In the rarely run 2 mile event, we will see Olympic medallists Cheptegei, Kiplimo, Barega and Chelimo  in what will be a compelling contest. Daniel Komen’s world record looks safe, though if the pace is on, it could be a very fast time. It was here in 2007 that Craig Mottram ran an Australian national record (8.03.50 – possibly his best ever performance) to win . Buster is still the third fastest man ever, though the calibre of runners on show here are capable of giving the Aussie great’s meet record a shake.

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The  triple jump and the shot are the field events. The  Olympic champions  Pichardo and local man Crouser are in career-best form.

Fans are blessed to have women’s events that are just as deep as the men’s. Athing Mu‘s run in the 800m in Toyko was a thing of beauty.  There is no limit to this graceful young athlete. She is sure to  challenge the world record within the next  few years. Here we will see her go against her British rivals Hodgkinson and Reekie. Mu should  dominate.The 5000m will feature  superstar Sifan Hassan  up against Ethiopian rivals Worku and Mamo. Hassan’s sheer speed will be the difference. Look for her to run very fast.  Ethiopian Gidey and Kenyan Obiri will run the 2 mile and it will be interesting to see how they go as they step down in distance.

2021 Olympic 800m final

Jamaicans Thompson-Herah and Fraser-Pryce will take on  Sha’Carri Richardson in the  100m. Richardson was shattered by being banned from the Tokyo 100m and will obviously be hungry to  win in front of her home crowd. Richardson backs up in the 200m and she will face legend Allyson Felix, who will possibly retire after this meeting. Felix is below her best but will be keen to go out a winner here.

Sha’Carri Richardson missed th Tokyo Olympics after testing positive to Cannabis

A  packed 1500m will see our women Jess Hull and Linden Hall go up against Olympic champion Faith Kipyegon and silver medallist Laura Muir. Tactics will be interesting, and the tough-as-teak Scot will throw everything at the graceful Kenyan star. Our girls will do well to hang on to the pace and hopefully one of either Hull or Hall can lower the national record. The gutsy  Olympic silver medallist Courtney Frerichs will run her heart out , but Olympic champ Peruth Chemutai should prevail in the steeple.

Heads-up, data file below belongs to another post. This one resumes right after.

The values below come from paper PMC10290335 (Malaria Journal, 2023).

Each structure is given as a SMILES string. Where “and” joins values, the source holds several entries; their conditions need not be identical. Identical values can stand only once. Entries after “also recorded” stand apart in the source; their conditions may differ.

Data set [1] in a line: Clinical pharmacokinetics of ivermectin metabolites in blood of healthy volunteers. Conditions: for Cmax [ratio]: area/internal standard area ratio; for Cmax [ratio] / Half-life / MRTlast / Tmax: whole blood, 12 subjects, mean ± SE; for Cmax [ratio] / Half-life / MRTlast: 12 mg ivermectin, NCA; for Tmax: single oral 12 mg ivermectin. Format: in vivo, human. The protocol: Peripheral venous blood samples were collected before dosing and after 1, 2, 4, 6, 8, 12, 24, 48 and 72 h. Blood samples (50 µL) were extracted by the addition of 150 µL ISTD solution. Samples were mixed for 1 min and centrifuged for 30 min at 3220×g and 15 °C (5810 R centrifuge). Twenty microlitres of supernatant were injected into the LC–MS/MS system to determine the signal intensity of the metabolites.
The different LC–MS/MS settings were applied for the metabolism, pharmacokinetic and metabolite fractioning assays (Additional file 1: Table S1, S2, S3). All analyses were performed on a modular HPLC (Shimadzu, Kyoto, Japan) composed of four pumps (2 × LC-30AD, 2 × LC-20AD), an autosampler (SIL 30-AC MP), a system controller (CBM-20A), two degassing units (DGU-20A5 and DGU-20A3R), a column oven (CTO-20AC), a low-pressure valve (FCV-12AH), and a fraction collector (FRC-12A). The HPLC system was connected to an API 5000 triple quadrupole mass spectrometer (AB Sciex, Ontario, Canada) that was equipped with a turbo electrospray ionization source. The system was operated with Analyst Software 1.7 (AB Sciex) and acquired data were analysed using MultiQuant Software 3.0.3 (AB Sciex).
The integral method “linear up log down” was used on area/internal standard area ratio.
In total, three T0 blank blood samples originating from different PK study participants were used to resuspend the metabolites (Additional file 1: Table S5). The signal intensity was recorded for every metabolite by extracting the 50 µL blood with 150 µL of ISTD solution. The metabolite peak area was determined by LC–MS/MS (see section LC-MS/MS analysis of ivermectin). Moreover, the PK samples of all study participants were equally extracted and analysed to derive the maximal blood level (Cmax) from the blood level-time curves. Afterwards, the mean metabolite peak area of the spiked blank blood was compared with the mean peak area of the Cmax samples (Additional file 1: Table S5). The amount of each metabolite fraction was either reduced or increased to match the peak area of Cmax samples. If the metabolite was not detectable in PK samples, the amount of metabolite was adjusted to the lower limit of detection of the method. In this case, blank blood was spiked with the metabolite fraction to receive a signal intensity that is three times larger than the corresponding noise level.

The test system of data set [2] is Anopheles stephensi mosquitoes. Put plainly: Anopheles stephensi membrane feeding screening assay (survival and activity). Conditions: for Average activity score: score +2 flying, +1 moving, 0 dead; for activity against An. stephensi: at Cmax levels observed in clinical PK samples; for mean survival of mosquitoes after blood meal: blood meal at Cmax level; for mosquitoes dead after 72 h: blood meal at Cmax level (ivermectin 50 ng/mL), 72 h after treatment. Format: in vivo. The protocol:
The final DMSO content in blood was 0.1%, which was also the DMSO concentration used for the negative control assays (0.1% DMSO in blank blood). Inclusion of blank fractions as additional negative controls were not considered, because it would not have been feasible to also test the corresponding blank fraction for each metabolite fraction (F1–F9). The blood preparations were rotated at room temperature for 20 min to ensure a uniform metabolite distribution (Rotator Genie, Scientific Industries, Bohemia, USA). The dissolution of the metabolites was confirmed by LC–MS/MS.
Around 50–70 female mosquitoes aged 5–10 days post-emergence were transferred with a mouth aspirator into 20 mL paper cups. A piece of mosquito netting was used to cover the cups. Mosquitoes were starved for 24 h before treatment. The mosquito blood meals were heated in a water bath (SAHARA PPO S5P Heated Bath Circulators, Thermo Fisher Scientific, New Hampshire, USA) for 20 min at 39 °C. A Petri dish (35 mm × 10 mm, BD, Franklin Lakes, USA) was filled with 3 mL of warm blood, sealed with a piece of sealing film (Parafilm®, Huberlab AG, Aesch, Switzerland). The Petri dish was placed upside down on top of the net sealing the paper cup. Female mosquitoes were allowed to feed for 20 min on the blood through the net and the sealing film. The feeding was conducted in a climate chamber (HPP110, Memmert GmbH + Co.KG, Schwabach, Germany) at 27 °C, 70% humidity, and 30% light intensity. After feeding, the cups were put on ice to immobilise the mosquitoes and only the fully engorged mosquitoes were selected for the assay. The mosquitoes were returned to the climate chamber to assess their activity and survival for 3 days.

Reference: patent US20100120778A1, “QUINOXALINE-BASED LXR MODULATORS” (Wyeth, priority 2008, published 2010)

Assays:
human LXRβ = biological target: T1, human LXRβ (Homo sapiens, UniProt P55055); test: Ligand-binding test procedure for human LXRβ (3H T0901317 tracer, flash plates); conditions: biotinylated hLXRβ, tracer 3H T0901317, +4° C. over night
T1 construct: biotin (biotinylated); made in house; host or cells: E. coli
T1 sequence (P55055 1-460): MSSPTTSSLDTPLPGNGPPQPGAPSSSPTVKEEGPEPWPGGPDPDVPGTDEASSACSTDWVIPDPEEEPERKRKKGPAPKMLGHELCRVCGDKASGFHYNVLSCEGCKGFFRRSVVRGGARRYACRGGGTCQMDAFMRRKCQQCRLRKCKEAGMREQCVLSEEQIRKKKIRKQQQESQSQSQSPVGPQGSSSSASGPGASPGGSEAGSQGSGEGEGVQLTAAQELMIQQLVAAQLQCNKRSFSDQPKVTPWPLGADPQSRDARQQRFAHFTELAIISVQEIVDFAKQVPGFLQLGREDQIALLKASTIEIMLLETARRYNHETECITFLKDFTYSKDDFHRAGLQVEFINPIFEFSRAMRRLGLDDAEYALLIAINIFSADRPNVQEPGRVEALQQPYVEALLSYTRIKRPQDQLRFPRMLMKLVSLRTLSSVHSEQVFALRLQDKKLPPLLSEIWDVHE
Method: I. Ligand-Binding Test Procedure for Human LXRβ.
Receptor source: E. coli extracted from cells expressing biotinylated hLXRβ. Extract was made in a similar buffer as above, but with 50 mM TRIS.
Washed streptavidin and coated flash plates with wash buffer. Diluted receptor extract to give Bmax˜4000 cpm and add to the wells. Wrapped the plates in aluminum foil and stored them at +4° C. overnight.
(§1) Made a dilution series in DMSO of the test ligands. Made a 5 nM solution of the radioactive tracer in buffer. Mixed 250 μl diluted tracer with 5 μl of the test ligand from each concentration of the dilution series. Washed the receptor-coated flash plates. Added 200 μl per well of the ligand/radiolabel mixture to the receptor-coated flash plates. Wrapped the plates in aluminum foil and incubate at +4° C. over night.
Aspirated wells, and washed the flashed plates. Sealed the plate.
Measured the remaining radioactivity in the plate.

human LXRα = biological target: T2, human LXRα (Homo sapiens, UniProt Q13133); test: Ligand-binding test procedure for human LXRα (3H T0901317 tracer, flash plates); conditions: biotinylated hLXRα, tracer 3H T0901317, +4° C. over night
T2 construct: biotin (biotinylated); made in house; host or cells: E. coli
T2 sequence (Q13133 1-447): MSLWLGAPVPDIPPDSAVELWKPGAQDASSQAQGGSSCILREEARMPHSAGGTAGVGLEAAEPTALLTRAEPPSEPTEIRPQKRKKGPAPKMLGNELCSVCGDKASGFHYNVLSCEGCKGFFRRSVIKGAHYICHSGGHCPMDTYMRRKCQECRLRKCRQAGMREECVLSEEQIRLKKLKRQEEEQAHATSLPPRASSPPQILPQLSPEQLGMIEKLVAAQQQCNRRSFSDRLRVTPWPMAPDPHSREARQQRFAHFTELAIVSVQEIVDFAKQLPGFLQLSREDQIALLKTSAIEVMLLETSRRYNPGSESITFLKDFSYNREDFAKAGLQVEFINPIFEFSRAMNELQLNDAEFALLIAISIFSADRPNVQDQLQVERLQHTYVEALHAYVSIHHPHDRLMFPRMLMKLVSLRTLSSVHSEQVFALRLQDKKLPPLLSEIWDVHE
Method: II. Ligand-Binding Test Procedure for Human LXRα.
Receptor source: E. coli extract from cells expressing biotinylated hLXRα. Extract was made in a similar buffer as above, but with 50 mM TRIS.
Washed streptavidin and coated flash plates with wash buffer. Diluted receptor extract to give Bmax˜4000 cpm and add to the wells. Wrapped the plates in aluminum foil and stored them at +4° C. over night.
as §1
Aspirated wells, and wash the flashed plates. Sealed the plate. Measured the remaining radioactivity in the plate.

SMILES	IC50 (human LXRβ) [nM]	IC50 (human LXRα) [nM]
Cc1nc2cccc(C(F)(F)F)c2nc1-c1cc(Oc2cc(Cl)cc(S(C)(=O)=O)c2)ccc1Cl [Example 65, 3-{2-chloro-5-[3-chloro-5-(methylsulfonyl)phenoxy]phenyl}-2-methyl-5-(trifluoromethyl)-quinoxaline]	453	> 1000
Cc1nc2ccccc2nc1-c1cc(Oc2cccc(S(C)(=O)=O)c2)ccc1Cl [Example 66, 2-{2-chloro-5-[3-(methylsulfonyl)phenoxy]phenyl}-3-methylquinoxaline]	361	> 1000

Jess Hull and Linden Hall. Doha 2019

No McLaughlin in the 400m hurdles, but  Dalilah Muhammad the Olympic silver medallist  is here. She should dominate. Levchenko (UKR) should win the high jump and Olympic champ Nageotte will dominate the pole vault.

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Oregon has for many years been attractive for athletics aficionados – particularly distance runners – due to Oregon’s status as an elite NCAA school, and of course, the development of the Nike corporation (headquarters in Beaverton) by coach Bowerman and Phil Knight. The advent of the Athletics West club attracted many elite athletes to the area in the ’80s (Alberto Salazar, Joan Benoit, Mary Decker, Pat Porter et al) and that tradition has carried on for many years. There was the now-defunct Nike Oregon Project, where Salazar became a sought-after (if somewhat controversial) distance running guru. He and other coaches and support staff continued to have success with American and international stars of distance running (though with many alarming reports of over-intense and allegedly abusive treatment of young runners). However, many top athletes still choose Oregon as their primary training base. Perhaps the most celebrated runner who made Oregon his temporary home was  the former Salazar disciple, Sir Mo Farah.

The sport has a great following in the region and this meeting will be a highlight of the international athletics calendar.